The boy grew up in a Catholic home. As far as his parents were concerned, the only type of home there was to have, was a Catholic home. It was how they were raised, and how their parents before them had been raised. His grandmother had been a church organist, and her mother a church secretary. His father’s father had helped with St. Vincent DePaul. And then there was his grandpa and his uncle (both for whom he had been named) who had been members of the Knights of Columbus. The young boy had no idea what that was, or what they did, but he looked at the shiny K of C sword that had belonged to his uncle and wished it was his.
Living as a Catholic was all he ever knew. From the time he was little he remembered saying grace before meals, and saying the Rosary and going to Mass every Sunday.
His parents referred to themselves as “reverted” Catholics. He didn’t really know what that meant. He knew that they became enthusiastic when learning new things about the Bible and he knew they wanted him to learn too.
“To avoid our mistakes,” they said.
“To start out your life closer to God than we were when we started out,” they said.
He didn’t know what any of that meant. But he learned the lessons his mother taught him in his home school, and he watched the other Catholic families they associated with. It seemed normal to him to celebrate All Saints Day when the rest of the world did Halloween. He knew what an indulgence was. And when he was old enough, his parents made sure that he served every Mass he had the opportunity to serve.
He grew older. Some of his long-time friends started to mock their mothers in secret for their Catholicity. Celebrating the feast days was for babies (although he enjoyed the cakes and goodies that went along with certain feast days)! When he got old enough to drive and get a job he started missing Mass here and there.
“Too busy,” he said.
“Not interesting,” he complained.
The parents began to get worried and set certain conditions on his living in their home–one of which included going to weekly Mass. Sometimes he could fool them into thinking that he went. But his mother was smart. She would ask him about the mass readings for the week and he couldn’t answer her. Or his Dad would drive around the church looking for his car at the mass he said he went to and couldn’t find it there.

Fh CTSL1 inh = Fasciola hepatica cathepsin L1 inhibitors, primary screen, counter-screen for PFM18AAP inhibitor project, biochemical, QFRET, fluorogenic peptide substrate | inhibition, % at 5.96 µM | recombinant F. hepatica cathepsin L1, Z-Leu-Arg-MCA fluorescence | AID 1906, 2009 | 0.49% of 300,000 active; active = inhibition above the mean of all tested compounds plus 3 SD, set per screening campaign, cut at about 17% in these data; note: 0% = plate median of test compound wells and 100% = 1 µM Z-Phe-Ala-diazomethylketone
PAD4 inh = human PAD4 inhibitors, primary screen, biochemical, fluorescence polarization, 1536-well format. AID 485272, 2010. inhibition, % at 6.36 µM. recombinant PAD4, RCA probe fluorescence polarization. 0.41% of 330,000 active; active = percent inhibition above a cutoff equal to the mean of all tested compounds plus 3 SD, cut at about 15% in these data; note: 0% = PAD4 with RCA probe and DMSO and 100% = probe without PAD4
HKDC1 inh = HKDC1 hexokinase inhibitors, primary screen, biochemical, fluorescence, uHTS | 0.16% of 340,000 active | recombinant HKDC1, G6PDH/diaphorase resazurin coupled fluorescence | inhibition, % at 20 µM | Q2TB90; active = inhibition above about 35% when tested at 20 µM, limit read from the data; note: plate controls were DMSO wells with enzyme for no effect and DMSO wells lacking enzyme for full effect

When he finally moved out, he was free of that annoying obligation. The boy started living his life on his own terms, in his own way. Mass never entered into it, although he would still go on Easter and Christmas.
Yet, he couldn’t quite break away completely. His friends would talk against the Church and he would defend it. When a girlfriend urged him to join her church, he knew that he could never, ever be anything but Catholic – even if he or wouldn’t live it just yet.
The boy was now a full-fledged man – done with his education and ready to take a wife and start a family of his own. At his Pre-Cana day he was amused to hear his parents give a talk. He knew they agonized over their part of the presentation every year and was interested to hear what they had to say. The part of the talk that delved into his family history surprised him. And he remembered that his grandmother had played the organ and that her mother had been a church secretary. He remembered that his father’s father had helped with the St. Vincent DePaul – but he didn’t remember hearing that his father had helped them too. Or that the St. Vincent DePaul had bought a casket for the little brother who had died all those years before.
As his parents continued to speak, he remembered that the men for which he was a namesake had been Knights of Columbus and had helped at the fish fry, or as ushers, or pretty much anything else that the parish needed them to do. And he started to feel something about it. But he wasn’t sure what.
The day came when he would move far away from his family home and the Catholic parish he had grown up in. As young men sometimes do he didn’t anticipate how hard it would be to move from one place to another. He had lots of help from friends and family for packing up, but when he got to his new home he would be hard pressed to unpack all of the boxes and furniture.
His mom knew where to find help, though. And she started to make calls to intercede for her son.
When he arrived as a stranger in a strange land, two Knights of Columbus were there to help him with the task. They worked hard unpacking the loaded trailer, and other than good conversation and some refreshment, they didn’t ask anything for their labors. They also left the young man with information about the nearest parish and about the local K of C Council.
The next morning after the move was a Sunday. The young man was alone in his new home. He unpacked boxes, screwed his dining room table together and did some laundry. He thought about the kindness that had been shown to him by the two Knights. He thought about how his parents and siblings back home were probably attending church.
And then for the first time in a long time – he went to mass.